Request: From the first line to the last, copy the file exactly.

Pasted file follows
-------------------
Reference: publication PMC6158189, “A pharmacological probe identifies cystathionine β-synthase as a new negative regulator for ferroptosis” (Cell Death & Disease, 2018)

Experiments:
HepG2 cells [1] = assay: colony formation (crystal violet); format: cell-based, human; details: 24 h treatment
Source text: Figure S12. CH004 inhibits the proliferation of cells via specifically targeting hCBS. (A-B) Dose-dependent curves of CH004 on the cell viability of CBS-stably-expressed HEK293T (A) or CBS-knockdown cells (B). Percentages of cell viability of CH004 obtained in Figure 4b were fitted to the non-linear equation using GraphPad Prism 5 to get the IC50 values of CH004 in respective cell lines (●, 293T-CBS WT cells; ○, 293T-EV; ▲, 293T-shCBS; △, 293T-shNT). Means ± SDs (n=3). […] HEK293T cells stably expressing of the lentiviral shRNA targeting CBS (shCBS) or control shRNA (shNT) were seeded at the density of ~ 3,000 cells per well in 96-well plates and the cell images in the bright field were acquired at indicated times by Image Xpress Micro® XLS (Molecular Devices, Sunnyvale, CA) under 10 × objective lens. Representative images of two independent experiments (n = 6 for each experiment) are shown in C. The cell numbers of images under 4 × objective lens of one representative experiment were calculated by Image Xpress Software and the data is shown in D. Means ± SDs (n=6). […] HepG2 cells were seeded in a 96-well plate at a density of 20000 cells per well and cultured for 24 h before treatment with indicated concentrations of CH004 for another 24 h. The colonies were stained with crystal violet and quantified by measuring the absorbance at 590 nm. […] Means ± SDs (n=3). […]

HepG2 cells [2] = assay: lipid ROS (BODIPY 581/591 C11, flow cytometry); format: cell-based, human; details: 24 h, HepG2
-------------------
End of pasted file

Reference: publication PMC6158189, “A pharmacological probe identifies cystathionine β-synthase as a new negative regulator for ferroptosis” (Cell Death & Disease, 2018)

Experiments:
HepG2 cells [1] = assay: colony formation (crystal violet); format: cell-based, human; details: 24 h treatment
Source text: Figure S12. CH004 inhibits the proliferation of cells via specifically targeting hCBS. (A-B) Dose-dependent curves of CH004 on the cell viability of CBS-stably-expressed HEK293T (A) or CBS-knockdown cells (B). Percentages of cell viability of CH004 obtained in Figure 4b were fitted to the non-linear equation using GraphPad Prism 5 to get the IC50 values of CH004 in respective cell lines (●, 293T-CBS WT cells; ○, 293T-EV; ▲, 293T-shCBS; △, 293T-shNT). Means ± SDs (n=3). […] HEK293T cells stably expressing of the lentiviral shRNA targeting CBS (shCBS) or control shRNA (shNT) were seeded at the density of ~ 3,000 cells per well in 96-well plates and the cell images in the bright field were acquired at indicated times by Image Xpress Micro® XLS (Molecular Devices, Sunnyvale, CA) under 10 × objective lens. Representative images of two independent experiments (n = 6 for each experiment) are shown in C. The cell numbers of images under 4 × objective lens of one representative experiment were calculated by Image Xpress Software and the data is shown in D. Means ± SDs (n=6). […] HepG2 cells were seeded in a 96-well plate at a density of 20000 cells per well and cultured for 24 h before treatment with indicated concentrations of CH004 for another 24 h. The colonies were stained with crystal violet and quantified by measuring the absorbance at 590 nm. […] Means ± SDs (n=3). […]

HepG2 cells [2] = assay: lipid ROS (BODIPY 581/591 C11, flow cytometry); format: cell-based, human; details: 24 h, HepG2